From the heart come the greatest virtues

By Dr. Henry Wong Meng Yeong | Monday, February 25, 2013 at 7:02AM

We've already talked about filial duty to parents and fraternal respect for siblings. The third cornerstone means honesty and loyalty to country, corporation and, in ancient China, to the emperor.

The two elements which form the third cornerstone are (middle or centre) and (heart), meaning that loyalty and honesty should be etched in the centre of one’s heart. This follows if the first two cornerstones of filial duty and fraternal respect are in place.

What has honesty to do with the first two cornerstones?

From infancy, if a child is not instilled with the right values, the first people he or she could lie to are parents and siblings, which later in life extends to other relationships with country, employers, friends and spouses. Confucius taught that when parents are alive, a child should not wander far away from them. And if a distance should separate the family, the child should notify the parents of his or her whereabouts as a matter of courtesy and etiquette, because filial piety is defined as not giving parents any cause to worry other than for illnesses.

In modern societies, questioning children on their movements is sometimes interpreted as being controlling or authoritarian and inconsistent with the child's natural rights. But if not well and consistently nurtured, children will easily lie to parents about their whereabouts and activities. It may conflict with Western ideas about individualism, but from the Asian perspective passed down through Confucius, the principle is that a child who is filial and respectful to elders will rarely be rebellious and insubordinate in his or relations with superiors, including bosses and other authorities.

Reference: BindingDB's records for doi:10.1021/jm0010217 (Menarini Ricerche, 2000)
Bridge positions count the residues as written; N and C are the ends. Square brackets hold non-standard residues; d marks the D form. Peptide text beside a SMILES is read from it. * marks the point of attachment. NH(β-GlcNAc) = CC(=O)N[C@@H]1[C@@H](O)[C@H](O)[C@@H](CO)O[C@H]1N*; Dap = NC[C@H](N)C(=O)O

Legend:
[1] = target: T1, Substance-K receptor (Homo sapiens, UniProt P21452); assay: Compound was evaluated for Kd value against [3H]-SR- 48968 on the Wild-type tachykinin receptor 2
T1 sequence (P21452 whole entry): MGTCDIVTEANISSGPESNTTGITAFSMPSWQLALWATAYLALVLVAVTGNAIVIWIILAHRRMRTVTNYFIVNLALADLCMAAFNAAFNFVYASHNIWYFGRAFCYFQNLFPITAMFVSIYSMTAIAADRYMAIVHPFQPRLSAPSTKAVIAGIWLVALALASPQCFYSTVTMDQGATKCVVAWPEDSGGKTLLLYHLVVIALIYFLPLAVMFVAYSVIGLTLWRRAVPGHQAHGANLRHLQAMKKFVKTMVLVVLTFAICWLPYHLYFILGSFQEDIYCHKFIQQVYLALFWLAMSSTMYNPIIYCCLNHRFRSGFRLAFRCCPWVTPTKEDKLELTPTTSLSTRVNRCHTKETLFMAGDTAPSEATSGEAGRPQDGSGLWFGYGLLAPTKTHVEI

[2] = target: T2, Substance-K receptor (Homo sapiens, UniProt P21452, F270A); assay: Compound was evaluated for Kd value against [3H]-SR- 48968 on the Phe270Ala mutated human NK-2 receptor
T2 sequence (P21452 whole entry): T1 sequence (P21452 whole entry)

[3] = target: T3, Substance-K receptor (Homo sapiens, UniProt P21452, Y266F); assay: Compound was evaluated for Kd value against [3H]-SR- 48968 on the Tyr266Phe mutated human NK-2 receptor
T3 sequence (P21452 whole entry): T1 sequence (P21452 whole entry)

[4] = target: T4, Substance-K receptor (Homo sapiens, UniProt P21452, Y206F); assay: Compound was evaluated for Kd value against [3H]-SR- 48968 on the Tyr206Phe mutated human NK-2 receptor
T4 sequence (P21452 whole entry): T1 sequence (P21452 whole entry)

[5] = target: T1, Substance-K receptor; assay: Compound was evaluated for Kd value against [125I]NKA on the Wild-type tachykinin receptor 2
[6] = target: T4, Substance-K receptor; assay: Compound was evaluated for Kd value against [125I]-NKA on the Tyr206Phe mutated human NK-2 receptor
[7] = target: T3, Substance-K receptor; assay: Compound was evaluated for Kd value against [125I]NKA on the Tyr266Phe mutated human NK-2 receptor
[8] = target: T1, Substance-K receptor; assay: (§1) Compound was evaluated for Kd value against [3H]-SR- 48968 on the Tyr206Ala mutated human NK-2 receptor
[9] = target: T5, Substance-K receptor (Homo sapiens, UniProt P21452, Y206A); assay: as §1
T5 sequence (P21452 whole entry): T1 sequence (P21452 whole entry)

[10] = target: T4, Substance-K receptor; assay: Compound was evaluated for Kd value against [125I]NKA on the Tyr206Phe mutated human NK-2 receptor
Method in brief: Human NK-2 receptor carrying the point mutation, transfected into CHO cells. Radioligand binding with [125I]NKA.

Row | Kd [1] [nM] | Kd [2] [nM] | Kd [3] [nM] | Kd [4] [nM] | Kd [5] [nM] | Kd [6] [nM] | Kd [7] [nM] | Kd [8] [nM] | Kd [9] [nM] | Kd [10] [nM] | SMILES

Therefore loyalty to country or corporation is a value first nurtured from the home and instilled in the individual’s heart. Confucius expounds this philosophy in the classic 大学, or Great Learning. In order to govern a country well, he says, one has to set one’s family in order, and to do that one has to set one’s life in order. Confucius further describes the steps to inculcate values in oneself. Thus integrity begins with the self, then with the home and country.

The Chinese suffix for country is . So, for example, China and America are 中国 and 美国 respectively. However the word for country is 国家. It is formed by two elements: country and families (). The implication is that without families there wouldn’t be a country and vice versa.

To the ancient Chinese, loyalty to country was so great that the inventors of paper, printing, gunpowder and the compass did not ascribe their names to their inventions but instead to their country and emperor. Hence these four great inventions have always been attributed to the Chinese.

What then does it mean to be loyal to one’s country or corporation? Would emigrating or leaving one’s company to join another for better prospects be deemed disloyal? I think not. Betraying one’s country by selling secrets that put one’s fellow citizens in harm’s way, or taking bribes and engaging in fraudulent behavior would certainly be deemed disloyal and corrupt.